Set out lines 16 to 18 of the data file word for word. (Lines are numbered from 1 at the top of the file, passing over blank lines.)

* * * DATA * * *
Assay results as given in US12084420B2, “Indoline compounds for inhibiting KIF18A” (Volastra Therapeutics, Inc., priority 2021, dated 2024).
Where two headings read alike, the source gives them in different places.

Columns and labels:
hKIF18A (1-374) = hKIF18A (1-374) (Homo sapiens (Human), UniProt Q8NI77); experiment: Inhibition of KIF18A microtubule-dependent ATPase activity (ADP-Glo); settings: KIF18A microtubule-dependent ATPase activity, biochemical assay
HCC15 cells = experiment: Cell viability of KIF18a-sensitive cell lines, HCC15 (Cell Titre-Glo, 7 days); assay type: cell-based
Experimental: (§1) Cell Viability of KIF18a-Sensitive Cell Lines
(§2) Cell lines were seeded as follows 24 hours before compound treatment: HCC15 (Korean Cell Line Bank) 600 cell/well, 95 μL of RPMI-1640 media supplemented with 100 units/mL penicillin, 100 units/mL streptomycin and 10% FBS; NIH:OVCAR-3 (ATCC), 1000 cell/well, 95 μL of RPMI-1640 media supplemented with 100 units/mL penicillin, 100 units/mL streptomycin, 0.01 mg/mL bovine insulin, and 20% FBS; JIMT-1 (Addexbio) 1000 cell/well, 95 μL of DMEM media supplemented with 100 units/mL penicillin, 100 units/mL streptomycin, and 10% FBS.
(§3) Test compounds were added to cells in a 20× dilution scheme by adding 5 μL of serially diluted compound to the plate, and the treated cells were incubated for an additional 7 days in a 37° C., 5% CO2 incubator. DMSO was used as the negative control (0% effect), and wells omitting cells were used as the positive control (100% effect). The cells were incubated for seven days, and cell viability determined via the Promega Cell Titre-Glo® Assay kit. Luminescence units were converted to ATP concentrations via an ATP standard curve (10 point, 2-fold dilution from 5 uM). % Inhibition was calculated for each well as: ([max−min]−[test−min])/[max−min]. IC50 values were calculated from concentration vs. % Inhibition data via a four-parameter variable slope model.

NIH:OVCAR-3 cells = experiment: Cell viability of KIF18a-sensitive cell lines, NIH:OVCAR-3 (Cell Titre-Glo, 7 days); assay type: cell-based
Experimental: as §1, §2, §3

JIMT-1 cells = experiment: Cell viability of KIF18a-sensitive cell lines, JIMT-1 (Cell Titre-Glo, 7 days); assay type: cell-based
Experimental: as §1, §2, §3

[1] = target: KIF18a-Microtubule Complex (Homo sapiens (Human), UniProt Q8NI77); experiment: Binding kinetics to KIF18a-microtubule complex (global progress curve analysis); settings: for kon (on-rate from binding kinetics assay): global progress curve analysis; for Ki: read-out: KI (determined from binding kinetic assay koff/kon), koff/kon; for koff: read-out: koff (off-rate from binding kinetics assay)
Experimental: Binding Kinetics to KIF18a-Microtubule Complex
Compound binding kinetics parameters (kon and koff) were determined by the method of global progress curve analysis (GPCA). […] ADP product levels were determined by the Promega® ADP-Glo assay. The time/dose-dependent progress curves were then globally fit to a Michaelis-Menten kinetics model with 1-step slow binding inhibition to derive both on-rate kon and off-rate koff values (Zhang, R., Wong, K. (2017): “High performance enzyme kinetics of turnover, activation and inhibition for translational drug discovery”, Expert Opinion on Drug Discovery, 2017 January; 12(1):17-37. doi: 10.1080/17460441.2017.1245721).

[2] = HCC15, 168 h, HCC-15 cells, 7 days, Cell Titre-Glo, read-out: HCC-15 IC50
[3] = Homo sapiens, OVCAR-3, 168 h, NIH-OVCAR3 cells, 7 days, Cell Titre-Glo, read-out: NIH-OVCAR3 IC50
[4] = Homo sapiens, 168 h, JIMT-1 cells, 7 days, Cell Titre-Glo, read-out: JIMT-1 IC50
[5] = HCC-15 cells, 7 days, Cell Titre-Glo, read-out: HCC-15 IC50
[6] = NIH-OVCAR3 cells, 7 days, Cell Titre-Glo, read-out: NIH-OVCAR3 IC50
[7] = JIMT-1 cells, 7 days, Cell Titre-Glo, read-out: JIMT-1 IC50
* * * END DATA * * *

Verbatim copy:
[2] = HCC15, 168 h, HCC-15 cells, 7 days, Cell Titre-Glo, read-out: HCC-15 IC50
[3] = Homo sapiens, OVCAR-3, 168 h, NIH-OVCAR3 cells, 7 days, Cell Titre-Glo, read-out: NIH-OVCAR3 IC50
[4] = Homo sapiens, 168 h, JIMT-1 cells, 7 days, Cell Titre-Glo, read-out: JIMT-1 IC50